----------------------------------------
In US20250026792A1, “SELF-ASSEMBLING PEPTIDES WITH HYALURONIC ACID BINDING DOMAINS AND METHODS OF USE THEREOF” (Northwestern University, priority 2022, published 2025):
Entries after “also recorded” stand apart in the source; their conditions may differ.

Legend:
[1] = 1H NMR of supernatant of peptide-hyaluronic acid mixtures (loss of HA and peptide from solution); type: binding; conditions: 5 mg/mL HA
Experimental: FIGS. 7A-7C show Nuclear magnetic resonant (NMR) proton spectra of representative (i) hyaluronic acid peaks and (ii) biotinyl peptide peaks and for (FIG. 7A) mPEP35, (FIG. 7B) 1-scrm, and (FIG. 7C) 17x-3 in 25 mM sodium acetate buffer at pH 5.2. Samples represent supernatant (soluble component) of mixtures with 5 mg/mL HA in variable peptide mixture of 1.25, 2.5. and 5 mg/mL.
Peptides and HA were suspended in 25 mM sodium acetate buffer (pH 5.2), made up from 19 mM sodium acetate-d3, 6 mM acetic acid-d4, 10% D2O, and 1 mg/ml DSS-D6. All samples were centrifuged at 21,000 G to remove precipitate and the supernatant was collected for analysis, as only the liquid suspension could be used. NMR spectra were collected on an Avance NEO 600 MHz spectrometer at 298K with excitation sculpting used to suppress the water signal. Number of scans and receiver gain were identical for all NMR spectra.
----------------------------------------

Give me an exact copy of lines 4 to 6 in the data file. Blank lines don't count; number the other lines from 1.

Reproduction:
[1] = 1H NMR of supernatant of peptide-hyaluronic acid mixtures (loss of HA and peptide from solution); type: binding; conditions: 5 mg/mL HA
Experimental: FIGS. 7A-7C show Nuclear magnetic resonant (NMR) proton spectra of representative (i) hyaluronic acid peaks and (ii) biotinyl peptide peaks and for (FIG. 7A) mPEP35, (FIG. 7B) 1-scrm, and (FIG. 7C) 17x-3 in 25 mM sodium acetate buffer at pH 5.2. Samples represent supernatant (soluble component) of mixtures with 5 mg/mL HA in variable peptide mixture of 1.25, 2.5. and 5 mg/mL.
Peptides and HA were suspended in 25 mM sodium acetate buffer (pH 5.2), made up from 19 mM sodium acetate-d3, 6 mM acetic acid-d4, 10% D2O, and 1 mg/ml DSS-D6. All samples were centrifuged at 21,000 G to remove precipitate and the supernatant was collected for analysis, as only the liquid suspension could be used. NMR spectra were collected on an Avance NEO 600 MHz spectrometer at 298K with excitation sculpting used to suppress the water signal. Number of scans and receiver gain were identical for all NMR spectra.